Have you ever bought a book, read half of it, decided you hate it but read the rest of it anyway, to avoid feeling like you have wasted time and money? This is an example of the sunk cost fallacy. In business, a sunk cost is one that is paid and cannot be recovered, such as lease payments or the purchase of capital. However, most economists will tell you that it is irrational to consider sunk costs when making decisions. It is fallacious thinking to go through with something that is below expectations simply because time and/or money has already been invested in it. But we are human beings, driven chiefly by emotion, and so we make these illogical choices.
Outside of business, sunk costs regularly determine the behaviour of people in day-to-day life. Around the world, bad restaurant meals are eaten, second-rate films are watched and, most importantly, boring books are read. The fallacy resides in the belief that to persist with something that is unsatisfactory justifies its purchase. For someone who is halfway through a tedious book – their money and time already invested – the decision to read on will lead only to the further wasting of resources. To invoke another economic theory, it is also wise to consider ‘opportunity cost’; what else could you be doing instead of reading this book?
When a modern reader tackles a piece of classic fiction, the pressure placed upon him or her to finish the book becomes particularly heavy. The common anxiety about sunk costs, in combination with the reputation of canonical texts, certainly makes it difficult to back out. There is indeed a satisfaction derived from completing one of the great novels, but if the satisfaction comes only once the reading experience is over then, for this person, reading has become a labour. Reading is for enjoyment, not for ticking off works from a checklist of ‘the greats’.
I recently finished ‘War and Peace’, but the final third of the novel was a slog that I really should not have put myself through. The £25 price tag and the hefty status of the book drove me on to the final word, but the dominant tedium of the novel hardly rendered my unrecoverable investments of time and money worthwhile. It definitely feels good to say that I have read ‘War and Peace’ but, more importantly, the act of reading is also meant to feel good. By trying to justify spending £25, I misspent hours and hours of my time. The sunk cost fallacy made me think that the best decision was the one that mitigated against a sense of loss, whereas in truth the best decision would have been the one that ensured the most enjoyable experience.
A battle scene from the BBC’s recent adaptation of ‘War and Peace’
Doing an English Literature degree over the past three years meant that almost one hundred percent of my reading material has been old stuff; it didn’t get much more ‘modern’ than the early 20th century. I recently returned to reading works written within my own lifetime, and it made me see how familiar I’d become with boring novels. Strange as it may sound, immersing myself in the literary canon lowered my expectations of novelistic entertainment, without me really noticing. A couple of (very) modern reads reminded me that the onus is entirely upon the author to engage the reader. If a reader feels that he or she should persevere with a book, then the author has failed.
I’m disappointed to say that I’ve stopped reading a poor novel only once. On a train to Sarajevo last summer, I was reading Walter Van Tilburg Clark’s ‘The Ox-Bow Incident’ (1940) to prepare for my dissertation on Wild West fiction. The novel supposedly introduced ‘conscience’ to the genre’s taste for cavalier killing, but it introduced it with the most eye-gougingly bad prose. I gave up on the book only about thirty pages in. It left me feeling disappointed with myself, chiefly because the book cost me £10, but I had to remember that it was Van Tilburg Clark I should have been disappointed with. It was he who wasted my money, and thankfully I prevented him wasting much of my time as well.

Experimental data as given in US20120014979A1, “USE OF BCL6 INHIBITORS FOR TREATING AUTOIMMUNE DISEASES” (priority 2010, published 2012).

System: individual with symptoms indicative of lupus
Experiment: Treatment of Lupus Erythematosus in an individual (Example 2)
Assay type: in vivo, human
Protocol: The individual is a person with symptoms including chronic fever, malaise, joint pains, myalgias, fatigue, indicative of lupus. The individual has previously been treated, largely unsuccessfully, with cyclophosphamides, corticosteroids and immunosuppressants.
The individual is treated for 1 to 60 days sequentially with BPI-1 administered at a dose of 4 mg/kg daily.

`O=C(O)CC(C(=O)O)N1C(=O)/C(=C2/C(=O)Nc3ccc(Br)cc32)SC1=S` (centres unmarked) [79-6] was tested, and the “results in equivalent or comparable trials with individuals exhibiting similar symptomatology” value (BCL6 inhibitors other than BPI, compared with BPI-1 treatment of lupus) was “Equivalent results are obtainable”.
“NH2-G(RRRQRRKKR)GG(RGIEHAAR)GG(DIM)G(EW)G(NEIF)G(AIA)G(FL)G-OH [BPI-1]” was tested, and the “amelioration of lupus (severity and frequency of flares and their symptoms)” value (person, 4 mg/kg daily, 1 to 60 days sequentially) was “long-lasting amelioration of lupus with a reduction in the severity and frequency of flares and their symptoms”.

The front cover of Walter Van Tilburg Clark’s ‘The Ox-Bow Incident’
Of course, there are times when finishing a book is unavoidable, irrespective of whether one is enjoying it. If the book is a gift, then reading it in its entirety feels somewhat obligatory. It’s never easy to pretend one has read something, especially in front of a friend. Likewise, finishing novels is pretty compulsory when studying literature in school or university. Reading a book from start to finish becomes a lot more necessary when the primary objective is not to enjoy oneself but to acquire an informed, analytical perspective of the text as a whole. In 2005, talking on BBC Radio 4’s Desert Island Discs, Pulp’s Jarvis Cocker emphasised just how important it is to read the books on the syllabus. He thinks he failed his interview to study English Literature at Oxford University because he had not read Thomas Hardy’s ‘Tess Of The D’Urbervilles’. Not that this constituted a significant blow to his career. But, adults: you are free from these scholastic restrictions. As novelist John Irving once said: ‘One reward of leaving school is that you don’t have to finish books you don’t like’. Irving was clearly a little more assiduous than Cocker during his school years.
In my future reading, I will exercise my readerly freedom that the sunk cost fallacy has otherwise deterred me from thus far. I have particularly nice copies of F. Scott Fitzgerald’s ‘Tender Is The Night’ and Thomas Hardy’s ‘Far From The Madding Crowd’ sitting on my bookshelf, currently unread. I intend to read them soon, but I am ready and willing to put these books down whenever they stop (or never start) being entertaining. I will look at it this way: at worst, I’ve purchased a pair of beautiful ornaments.